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6 in 10 W.Va. adults could be obese by 2030

John Raby, Associated Press

MORGANTOWN, W.Va. (AP) -- West Virginia can avoid a study's grim projection that six of every 10 adults will be obese by 2030 if statewide efforts to promote healthier lifestyles take hold, a physician said Tuesday.

The report released by the nonprofit groups Trust for America's Health and the Robert Wood Johnson Foundation found that the number of obese adults in the state, along with related disease rates and health care costs, are on course to skyrocket over the next two decades.

Trust for America's Health officials said the predictions were based on Centers for Disease Control and Prevention figures from 1999 through 2010, along with other national data and recent trends in obesity rates.

Last month, the CDC said 32.4 percent of West Virginia adults were obese.

Dr. Ron Stollings said he's seen obesity through his medical practice and in his dealings with the state-funded CARDIAC project, which screens West Virginia children for heart disease, diabetes and other cardiovascular issues.

Figures released by the West Virginia University-run project show that of the 81,000 fifth graders who've been screened since 1998, 28 percent were considered obese, and an additional 19 percent were overweight.

"The data is there that supports we have a problem," said Stollings, a Boone County physician and chairman of the Senate Health and Human Resources committee. However, "there is a lot of focus and effort being made in West Virginia to otherwise keep this (trend) from happening."

Among them, the state recently received a $347,000 federal grant to promote healthy school meals. Officials hope that encouraging students to eat meals prepared at higher nutritional standards will improve their academic performance.

In January, a statewide coalition unveiled a program pushing residents to live more active lifestyles. The plan seeks to build partnerships between schools, communities and park systems.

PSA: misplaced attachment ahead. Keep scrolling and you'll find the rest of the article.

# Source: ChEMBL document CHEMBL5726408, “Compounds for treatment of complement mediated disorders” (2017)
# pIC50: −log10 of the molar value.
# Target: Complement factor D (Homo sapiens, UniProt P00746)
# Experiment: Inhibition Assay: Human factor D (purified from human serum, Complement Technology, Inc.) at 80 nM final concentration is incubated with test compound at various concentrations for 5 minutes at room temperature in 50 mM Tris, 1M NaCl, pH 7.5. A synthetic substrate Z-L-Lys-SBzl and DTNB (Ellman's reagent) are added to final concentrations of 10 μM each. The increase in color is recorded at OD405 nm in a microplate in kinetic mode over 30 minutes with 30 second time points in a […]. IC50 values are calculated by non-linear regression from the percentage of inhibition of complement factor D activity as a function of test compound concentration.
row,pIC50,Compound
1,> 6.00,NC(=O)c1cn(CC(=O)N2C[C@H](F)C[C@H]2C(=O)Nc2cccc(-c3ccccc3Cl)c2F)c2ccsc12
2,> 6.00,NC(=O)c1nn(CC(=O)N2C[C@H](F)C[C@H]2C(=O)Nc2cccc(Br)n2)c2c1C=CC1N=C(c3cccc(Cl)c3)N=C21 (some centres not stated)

And six mid-Ohio Valley counties are promoting starting and expanding local farmers markets, pushing for fresh fruits and vegetables in convenience stores and the creation of "healthy checkout aisles" in grocery stores.

"If there's no intervention, there's no doubt that our obesity rate is going to climb and make this prophecy true," Stollings said. "But I think with aggressive intervention, we can not only level it off, but create a downward trend."

Dr. Marian Swinker, commissioner of the West Virginia Bureau for Public Health, noted the advances in technology over the past three decades, including "labor-saving" household devices such as TV remotes, and the likelihood of more children being driven to school even if it's within walking distance.

"Everything that's easier is a calorie not burned," she said.

The report said obesity-related diseases could be prevented and health-care costs reduced if West Virginia adults reduce their average body mass index by 5 percent by 2030. For instance, a 6-foot tall person who weighs 200 pounds would lose roughly 10 pounds.

The report projected that obesity could contribute to 282,164 new cases of type 2 diabetes, 659,007 new cases of coronary heart disease and stroke, 558,316 new cases of hypertension, 347,324 new cases of arthritis, and 88,983 new cases of obesity-related cancer.

And obesity-related health care costs in West Virginia could climb by more than 12 percent. But body-mass reductions could save the state 6.8 percent in those costs, the report said.